Calathea Ornata – How To Care For And Grow The Pinstripe Plant
Calathea Ornata is a tropical plant with shiny and colorful stripes across the leaves, earning it the moniker “Pinstripe Plant.” It’s also sometimes known as the Peacock Plant, Zebra Plant, or Cathedral Plant.
The Calathea Ornata is often confused with the Prayer Plant, as the two look very similar. Both have large leaves that rise and fall with the sun, just like a person might raise their hands in prayer. However, Prayer Plants vary slightly in appearance and care instructions, so be sure to confirm which one you’ve purchased!
The Pinstripe Plant (part of the Marantaceae family) is prized for its round, brightly colored leaves. These plants typically grow as large as two feet tall and two feet wide, making them excellent for growing inside at home.
This evergreen perennial can be grown in USDA hardiness zones 10 and 11. And while Pinstripe Plants may seem low-maintenance, they actually require quite a bit of work to stay healthy. You could transport your Calathea outside to your patio, porch, or deck if the conditions are right– though it’s best grown inside, where you can regulate the growing conditions.
The Pinstripe Calathea is a gorgeous house plant that filters the air while enhancing the aesthetics of your home and your health.
Scientific Name: Calathea Ornata
Common Name: Pinstripe Plant, Pinstripe Calathea
Plant Type: Perennial
Native Region: Colombia, South America
Mature Size: Up to 2 ft (60 cm)
Blooming & Flowers: Rare – Orange flowers, oval-shaped. Grow on spiral bracts.
Sun: Bright, indirect sunlight
Water: Keep soil moist, never dry or wet
Humidity: 60 – 70% relative humidity, year-round
Temperature: 65 – 80°F (18-27°C) year-round
Soil: Well-draining, peat-rich potting mix, African violet mix
Fertilizer: Monthly, spring through fall. Balanced (10-10-10 N-P-K) water-soluble fertilizer.
Soil pH: Slightly acidic, about 6.5
Hardiness Zones: USDA Zones 10 & 11
Pests & Diseases: spider mites, fungus gnats, aphids, mealybugs, root rot
Calathea Ornata, most often known as the Pinstripe Plant, is a Marantaceae or ‘arrowroot’ family member. Plants in this family, such as the Rabbit Tracks Plant (Maranta leuconeura), are often called Prayer-Plants, though the title has been tied to many.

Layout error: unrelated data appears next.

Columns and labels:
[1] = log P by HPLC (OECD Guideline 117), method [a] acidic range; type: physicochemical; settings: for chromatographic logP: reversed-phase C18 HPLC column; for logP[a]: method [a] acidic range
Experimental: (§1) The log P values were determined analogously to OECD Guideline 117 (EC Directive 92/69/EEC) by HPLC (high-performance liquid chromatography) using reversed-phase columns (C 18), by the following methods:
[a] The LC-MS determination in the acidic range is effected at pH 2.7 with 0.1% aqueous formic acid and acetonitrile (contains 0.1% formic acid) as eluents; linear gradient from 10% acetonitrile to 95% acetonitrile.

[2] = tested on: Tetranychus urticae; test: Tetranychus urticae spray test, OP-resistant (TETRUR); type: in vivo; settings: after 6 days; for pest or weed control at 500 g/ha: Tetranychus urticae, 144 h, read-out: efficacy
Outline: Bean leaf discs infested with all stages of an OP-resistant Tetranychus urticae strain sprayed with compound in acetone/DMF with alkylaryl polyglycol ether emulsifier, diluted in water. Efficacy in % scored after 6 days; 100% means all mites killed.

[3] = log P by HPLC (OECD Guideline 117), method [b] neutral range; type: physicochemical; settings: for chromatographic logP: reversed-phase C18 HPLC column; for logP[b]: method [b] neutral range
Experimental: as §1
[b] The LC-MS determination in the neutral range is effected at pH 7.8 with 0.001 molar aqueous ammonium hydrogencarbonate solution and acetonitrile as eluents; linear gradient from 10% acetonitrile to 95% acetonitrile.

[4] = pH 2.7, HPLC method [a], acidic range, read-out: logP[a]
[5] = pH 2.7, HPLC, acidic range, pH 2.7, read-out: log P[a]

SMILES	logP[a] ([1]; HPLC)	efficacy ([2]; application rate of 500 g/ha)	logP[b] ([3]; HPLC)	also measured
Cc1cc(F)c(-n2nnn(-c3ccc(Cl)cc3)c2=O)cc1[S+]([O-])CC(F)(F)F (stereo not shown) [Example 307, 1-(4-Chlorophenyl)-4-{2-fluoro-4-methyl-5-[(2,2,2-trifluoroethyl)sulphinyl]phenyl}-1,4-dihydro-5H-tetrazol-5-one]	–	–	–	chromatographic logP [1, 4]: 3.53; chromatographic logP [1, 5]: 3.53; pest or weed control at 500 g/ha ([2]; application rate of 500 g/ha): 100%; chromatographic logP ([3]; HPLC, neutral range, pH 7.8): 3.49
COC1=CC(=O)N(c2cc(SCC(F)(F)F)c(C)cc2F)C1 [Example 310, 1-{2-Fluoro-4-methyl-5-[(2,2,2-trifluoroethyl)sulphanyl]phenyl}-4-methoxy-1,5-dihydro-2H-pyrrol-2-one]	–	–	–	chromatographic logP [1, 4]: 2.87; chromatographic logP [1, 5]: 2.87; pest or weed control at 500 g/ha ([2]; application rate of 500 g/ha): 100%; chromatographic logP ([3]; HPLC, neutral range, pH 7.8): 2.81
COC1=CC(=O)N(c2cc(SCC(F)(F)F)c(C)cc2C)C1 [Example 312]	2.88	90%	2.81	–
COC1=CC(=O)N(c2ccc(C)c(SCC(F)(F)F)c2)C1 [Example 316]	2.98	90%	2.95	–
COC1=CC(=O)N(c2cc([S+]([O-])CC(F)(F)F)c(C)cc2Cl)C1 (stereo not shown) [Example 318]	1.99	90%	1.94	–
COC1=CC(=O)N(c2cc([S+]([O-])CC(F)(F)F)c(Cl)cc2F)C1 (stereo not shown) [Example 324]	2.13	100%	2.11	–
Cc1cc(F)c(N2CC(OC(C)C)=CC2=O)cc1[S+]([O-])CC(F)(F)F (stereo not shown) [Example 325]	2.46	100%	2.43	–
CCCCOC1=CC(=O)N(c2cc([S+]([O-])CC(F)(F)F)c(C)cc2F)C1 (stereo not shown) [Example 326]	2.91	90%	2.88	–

Calathea is a Greek name that means “basket,” referring to the plant’s floral form as it opens and closes. Ornata is a Latin term that means “ornate,” referring to the plants’ striking appearance. Perhaps ‘Beautiful Basket’ should be added to its long list of names!
As a jungle plant, the Calathea species is native to the tropical Amazon rainforests in Brazil, Peru, and southern Columbia. When in their lush, natural tropical climates, Calatheas are perennial plants that may die back during the dry season only to reappear following the monsoon season.
Calathea plants, more generally, come in over 300 varieties, including hybrids and widely cultivated species. They tend to feature beautiful leaves with colorful designs on the top, and a crimson or purple underside. However, appearances vary depending on the variety and growing environment. Indoor Calathea Ornata plants often feature green leaves with violet bottoms.
Size & Growth
When grown as a houseplant, the potted Pinstripe has leaf stalks that can reach one to two feet in height, while spreading just as wide. It doesn’t grow particularly fast and is sensitive to your attention (or lack thereof). Don’t expect this plant to thrive apart from your care!
Calathea varieties are known as ‘living plants’ because their leaves open and close at night and day. The shifting light activates a reaction between the leaf and stem, causing this movement. Your Calathea Oranta leaves may even rustle as they expand and contract.